Cootehill property under consideration for Ukrainian refugees
Protest group may front local election candidate next year.
The Department of Integration is considering the suitability of the property formerly known as the White Horse Hotel in Cootehill to accommodate Ukrainian refugees.
It confirmed the news to The Anglo-Celt yesterday (Tuesday) following months of speculation around the future use of the property.
This follows 14 weeks of public protest outside the Brady family owned property last Sunday evening by a community group expressing concerns about it potentially being used for direct provision or to accommodate asylum seekers.
Members of ‘Concerned Citizens of Cootehill’, which insists it’s not politically affiliated or funded, claim worries about ithe building's use and other issues in the town have to date fallen on “deaf ears”.
The group and its supporters say they will now consider fielding a candidate in the 2024 local elections.
They said on Sunday that they intend to continue their public protest until they receive "answers" and assurances - although those comments were made before the Department's statement yesterday.
In response to the Celt yesterday, the Department said it has received an application for the White Horse Hotel to be used for Beneficiaries of Temporary Protection (BOTPs) “ie those fleeing the war in Ukraine”.
It added: “The offer itself was recently received so we are not yet in a position to state whether the building is suitable. As negotiations are ongoing, we cannot comment further on the details of the offer at this time.”
Concerns over the future use of the property were first raised at the February meeting of Cavan County Council when, at the time, speculation locally was that up to 100 male Syrian asylum seekers might be housed there.
The reports were immediately dismissed then as “inaccurate” by the Brady family who own the property, and who have applied for a liquor licence in the circuit court.
The Anglo-Celt has also contacted the owners of The White Horse Hotel for an updated comment on the matter.
The CCC group this week told the Celt they are working to identify a candidate for the 2024 local elections to challenge what they call “mainstream” political parties who they say they feel “abandoned” by.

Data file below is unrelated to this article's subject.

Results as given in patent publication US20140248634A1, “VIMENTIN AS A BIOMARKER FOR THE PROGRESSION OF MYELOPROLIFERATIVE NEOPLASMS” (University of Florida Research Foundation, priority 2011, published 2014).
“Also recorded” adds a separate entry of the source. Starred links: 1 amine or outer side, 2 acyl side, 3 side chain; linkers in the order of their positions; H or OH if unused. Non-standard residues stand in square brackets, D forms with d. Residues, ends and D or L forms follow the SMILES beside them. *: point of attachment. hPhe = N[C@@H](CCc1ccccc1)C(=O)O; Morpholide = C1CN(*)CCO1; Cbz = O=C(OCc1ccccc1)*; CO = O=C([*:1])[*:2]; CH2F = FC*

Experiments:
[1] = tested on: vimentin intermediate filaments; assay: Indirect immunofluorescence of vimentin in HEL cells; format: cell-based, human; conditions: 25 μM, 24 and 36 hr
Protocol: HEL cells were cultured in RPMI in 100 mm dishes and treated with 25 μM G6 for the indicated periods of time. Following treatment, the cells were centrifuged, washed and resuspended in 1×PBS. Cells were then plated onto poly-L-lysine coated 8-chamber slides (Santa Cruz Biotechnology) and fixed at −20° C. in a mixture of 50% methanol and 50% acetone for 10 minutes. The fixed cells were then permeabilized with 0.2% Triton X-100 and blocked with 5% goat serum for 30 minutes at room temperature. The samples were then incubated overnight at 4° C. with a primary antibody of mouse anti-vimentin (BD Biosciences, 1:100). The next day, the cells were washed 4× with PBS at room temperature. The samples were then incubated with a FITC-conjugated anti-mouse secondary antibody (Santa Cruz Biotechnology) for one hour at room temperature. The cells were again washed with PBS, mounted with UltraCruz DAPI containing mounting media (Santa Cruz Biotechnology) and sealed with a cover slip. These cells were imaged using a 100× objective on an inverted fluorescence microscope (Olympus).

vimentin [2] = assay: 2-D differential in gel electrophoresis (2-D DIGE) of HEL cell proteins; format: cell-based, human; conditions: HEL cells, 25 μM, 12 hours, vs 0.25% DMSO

“We’re thinking about it, yes,” members of CCC’s central committee confirmed at the weekend when speaking to the Celt. “Local councillors don’t represent us at all.”
The single issue contender would stand on a platform against what CCC says is illegal immigration.
Members of the CCC Group say they’ve “no problem” if its families, especially women and children, being sheltered in the locality.
Sunday’s gathering in Cootehill came at a time when protesters in Clare, blocking access to a hotel used to house asylum seekers, removed their barricades.
The move was welcomed by Minister of State for Integration, Joe O’Brien, who met concerned Inch residents, who state they will continue a peaceful protest despite removing the blockade.
There was a round of applause for Inch residents’ efforts in Cavan, while the Cootehill protest was also informed that people objecting to a unit within Airways industrial estate in Dublin being used to house more than 300 refugees, had secured a meeting with the Department of Integration.
“All we want is someone to talk to,” a speaker named Gary told the gathering, which was also told that CCC intends write to local Oireachtas members in Cavan-Monaghan demanding a similar level of engagement on issues of concern.
“Not one of them, not one, is representing us down here,” stated Gary.
Even accepting only families seeking refuge or asylum, CCC believes Cootehill is not in a position to accommodate such a large influx where public services and infrastructure are already desperately “overstretched” and elderly residents are reportedly waiting two weeks for a GP appointment, or as one man shares “four weeks” for a blood test.
Francis describes the asylum system in Ireland as “broken”, and rails against Ireland accepting “undocumented immigrants of unknown backgrounds”.
“It’s government policy that’s wrong. Asylum seekers are people of genuine need. They’re not getting what they need,” he adds, referring to housing asylum seekers in an area with no support network. “It’s no good for us, and it’s no good for them either.”
Loretta finds the ability to discuss such concerns openly can often be “shut down” with claims of “’you’re a racist’, or an ‘ism’, an ‘ist’, a ‘phobe’.
“They’re words thrown at people to shut them up; people, who most of the time, are good honest decent and hard-working, who just love their country and want to keep it safe, and their children. Community is the massive key word here.”
For full report from the protest and other speakers, see today's print edition of the Celt.